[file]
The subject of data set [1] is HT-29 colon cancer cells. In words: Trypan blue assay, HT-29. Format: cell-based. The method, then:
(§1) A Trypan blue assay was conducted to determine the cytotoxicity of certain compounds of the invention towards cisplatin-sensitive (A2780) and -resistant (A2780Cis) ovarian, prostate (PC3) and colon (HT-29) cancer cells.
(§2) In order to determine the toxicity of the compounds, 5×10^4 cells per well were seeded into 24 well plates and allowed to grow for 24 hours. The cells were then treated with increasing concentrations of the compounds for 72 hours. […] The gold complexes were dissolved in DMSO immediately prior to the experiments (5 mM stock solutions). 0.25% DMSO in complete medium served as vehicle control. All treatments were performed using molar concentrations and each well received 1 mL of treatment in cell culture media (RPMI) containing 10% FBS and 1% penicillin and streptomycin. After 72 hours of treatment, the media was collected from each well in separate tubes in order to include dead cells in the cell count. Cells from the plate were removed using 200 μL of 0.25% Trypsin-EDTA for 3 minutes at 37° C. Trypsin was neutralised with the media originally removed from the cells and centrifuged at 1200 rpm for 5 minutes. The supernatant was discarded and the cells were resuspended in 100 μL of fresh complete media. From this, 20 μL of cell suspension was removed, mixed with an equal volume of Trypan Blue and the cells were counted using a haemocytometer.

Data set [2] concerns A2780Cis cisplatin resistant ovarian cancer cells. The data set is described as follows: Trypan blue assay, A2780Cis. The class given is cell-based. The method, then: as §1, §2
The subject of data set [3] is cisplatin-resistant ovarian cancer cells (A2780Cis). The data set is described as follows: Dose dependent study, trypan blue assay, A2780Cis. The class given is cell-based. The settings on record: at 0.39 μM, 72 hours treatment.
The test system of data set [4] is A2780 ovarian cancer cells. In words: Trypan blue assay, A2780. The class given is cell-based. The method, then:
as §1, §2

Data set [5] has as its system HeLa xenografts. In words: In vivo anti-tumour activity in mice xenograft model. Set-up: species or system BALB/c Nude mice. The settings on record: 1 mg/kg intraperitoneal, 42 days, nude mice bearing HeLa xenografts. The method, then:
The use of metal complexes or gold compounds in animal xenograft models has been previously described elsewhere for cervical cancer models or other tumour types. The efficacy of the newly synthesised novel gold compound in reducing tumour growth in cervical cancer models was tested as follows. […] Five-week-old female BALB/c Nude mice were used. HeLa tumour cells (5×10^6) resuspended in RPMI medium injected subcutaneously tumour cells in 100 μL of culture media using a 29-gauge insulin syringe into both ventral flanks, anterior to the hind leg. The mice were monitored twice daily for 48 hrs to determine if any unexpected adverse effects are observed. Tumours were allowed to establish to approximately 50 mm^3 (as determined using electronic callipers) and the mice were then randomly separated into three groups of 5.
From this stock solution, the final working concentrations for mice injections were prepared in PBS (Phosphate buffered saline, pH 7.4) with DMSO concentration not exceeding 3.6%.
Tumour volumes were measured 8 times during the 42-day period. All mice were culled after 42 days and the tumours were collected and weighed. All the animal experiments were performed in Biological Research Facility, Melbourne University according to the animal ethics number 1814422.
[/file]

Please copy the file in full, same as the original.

The subject of data set [1] is HT-29 colon cancer cells. In words: Trypan blue assay, HT-29. Format: cell-based. The method, then:
(§1) A Trypan blue assay was conducted to determine the cytotoxicity of certain compounds of the invention towards cisplatin-sensitive (A2780) and -resistant (A2780Cis) ovarian, prostate (PC3) and colon (HT-29) cancer cells.
(§2) In order to determine the toxicity of the compounds, 5×10^4 cells per well were seeded into 24 well plates and allowed to grow for 24 hours. The cells were then treated with increasing concentrations of the compounds for 72 hours. […] The gold complexes were dissolved in DMSO immediately prior to the experiments (5 mM stock solutions). 0.25% DMSO in complete medium served as vehicle control. All treatments were performed using molar concentrations and each well received 1 mL of treatment in cell culture media (RPMI) containing 10% FBS and 1% penicillin and streptomycin. After 72 hours of treatment, the media was collected from each well in separate tubes in order to include dead cells in the cell count. Cells from the plate were removed using 200 μL of 0.25% Trypsin-EDTA for 3 minutes at 37° C. Trypsin was neutralised with the media originally removed from the cells and centrifuged at 1200 rpm for 5 minutes. The supernatant was discarded and the cells were resuspended in 100 μL of fresh complete media. From this, 20 μL of cell suspension was removed, mixed with an equal volume of Trypan Blue and the cells were counted using a haemocytometer.

Data set [2] concerns A2780Cis cisplatin resistant ovarian cancer cells. The data set is described as follows: Trypan blue assay, A2780Cis. The class given is cell-based. The method, then: as §1, §2
The subject of data set [3] is cisplatin-resistant ovarian cancer cells (A2780Cis). The data set is described as follows: Dose dependent study, trypan blue assay, A2780Cis. The class given is cell-based. The settings on record: at 0.39 μM, 72 hours treatment.
The test system of data set [4] is A2780 ovarian cancer cells. In words: Trypan blue assay, A2780. The class given is cell-based. The method, then:
as §1, §2

Data set [5] has as its system HeLa xenografts. In words: In vivo anti-tumour activity in mice xenograft model. Set-up: species or system BALB/c Nude mice. The settings on record: 1 mg/kg intraperitoneal, 42 days, nude mice bearing HeLa xenografts. The method, then:
The use of metal complexes or gold compounds in animal xenograft models has been previously described elsewhere for cervical cancer models or other tumour types. The efficacy of the newly synthesised novel gold compound in reducing tumour growth in cervical cancer models was tested as follows. […] Five-week-old female BALB/c Nude mice were used. HeLa tumour cells (5×10^6) resuspended in RPMI medium injected subcutaneously tumour cells in 100 μL of culture media using a 29-gauge insulin syringe into both ventral flanks, anterior to the hind leg. The mice were monitored twice daily for 48 hrs to determine if any unexpected adverse effects are observed. Tumours were allowed to establish to approximately 50 mm^3 (as determined using electronic callipers) and the mice were then randomly separated into three groups of 5.
From this stock solution, the final working concentrations for mice injections were prepared in PBS (Phosphate buffered saline, pH 7.4) with DMSO concentration not exceeding 3.6%.
Tumour volumes were measured 8 times during the 42-day period. All mice were culled after 42 days and the tumours were collected and weighed. All the animal experiments were performed in Biological Research Facility, Melbourne University according to the animal ethics number 1814422.